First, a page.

Pentode Valve / Vacuum Tube

The pentode valve or pentode vacuum tube has a total of five active elements within the envelope, having a further grid called the screen grid beyond that used by a triode.

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The pentode valve or pentode vacuum tube is widely used in many amplifier applications. It provides a high level of gain, overcoming the ‘kink’ in the response curve of the tetrode valve.

In overcoming this non-linearity, the pentode valve or pentode vacuum tube is able to provide high levels of performance needed in many circuits.

Image of a Mullard EF91 pentode valve / tube, normally used as a high gain amplifier.
EF91 Pentode valve / vacuum tube

Pentode vacuum tube basics

The pentode vacuum tube or pentode valve consists of five electrodes - hence the name pentode. In order from the centre where the heater is located these electrodes are:

  • Cathode:   As with other forms of vacuum tube or valve, in the pentode the cathode is heater and emits electrons into the evacuated envelope.
  • Control grid:   As with other forms of vacuum tube, in the pentode the control grid is commonly maintained negative with respect to the cathode and it is used to control the flow of electrons between the cathode and anode.
  • Screen grid:   The screen grid is operated at a fixed positive potential, but below that of the anode and it provides screening between the anode and control grid, which considerably improved the performance. It is decoupled to ground using a capacitor to ensure that the screening is effective.
  • Suppressor grid:   In the pentode valve / vacuum tube, the suppressor grid is generally maintained at a low voltage, often connected directly to the cathode. Its function is to create a lower voltage region between the screen grid and the anode. It suppresses the secondary emission where high energy electrons hitting the anode at high speed have a tendency to bounce off. This effect causes a kink in the response curve of tetrode valves. In this way it enables the pentode to provide a high amplification factor along with the ability to operate at high frequencies.
  • Anode:   The anode or plate is operated at a high potential and it is the electrode to which electrons are ultimately drawn in the pentode or any other valve.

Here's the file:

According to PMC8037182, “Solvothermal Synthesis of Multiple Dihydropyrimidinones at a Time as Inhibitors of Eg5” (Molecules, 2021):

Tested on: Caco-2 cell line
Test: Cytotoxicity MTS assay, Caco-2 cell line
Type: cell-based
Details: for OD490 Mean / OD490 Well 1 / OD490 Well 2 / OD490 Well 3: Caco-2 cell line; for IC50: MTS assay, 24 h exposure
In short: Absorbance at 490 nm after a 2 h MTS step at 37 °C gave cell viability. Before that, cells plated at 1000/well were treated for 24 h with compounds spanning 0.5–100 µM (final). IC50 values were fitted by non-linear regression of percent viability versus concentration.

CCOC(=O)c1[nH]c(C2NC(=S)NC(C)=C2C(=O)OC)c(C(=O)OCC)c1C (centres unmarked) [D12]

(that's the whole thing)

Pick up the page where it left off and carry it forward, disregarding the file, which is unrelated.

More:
The electrodes in the pentode tube are physically arranged concentrically around the cathode.

Diagrammatically in the circuit symbol used in the electronic circuit designs, the various grids are show in order between the cathode and the anode.

Circuit symbol for a pentode valve showing the differnt grids that are used.
Circuit symbol for a pentode valve showing the differnt grids

Pentode tube circuit

The typical pentode tube circuit or pentode valve circuit follows very much the format for the triode and beam tetrode circuits. Although grounded grid and other configurations were used, the common cathode circuit was by far the most widely used.

Typical pentode vacuum tube / valve circuit
Typical pentode vacuum tube / valve circuit

As usual the cathode has a resistor between it and ground. Current flowing through the cathode means that a voltage is developed across the resistor R2 and as the grid is at ground potential as a result of R3, this means that the grid operates with the required negative potential. R2 is decoupled to ensure that no signal is developed across the resistor.

R4 is normally a high value, often around 100kΩ raises the potential of the screen grid. It is decoupled to ground via C4. This ensures it is able to effectively act as a screen between the anode and control grid circuits.

The suppressor grid is normally connected to the cathode. Sometimes the suppressor grid is connected internally – no external pin is available. Occasionally the suppressor grid is connected to ground rather than the cathode. This may happen if the cathode has a low resistance component such as a choke in the cathode circuit.

R1 serves as the anode resistor across which the amplified signal is developed.

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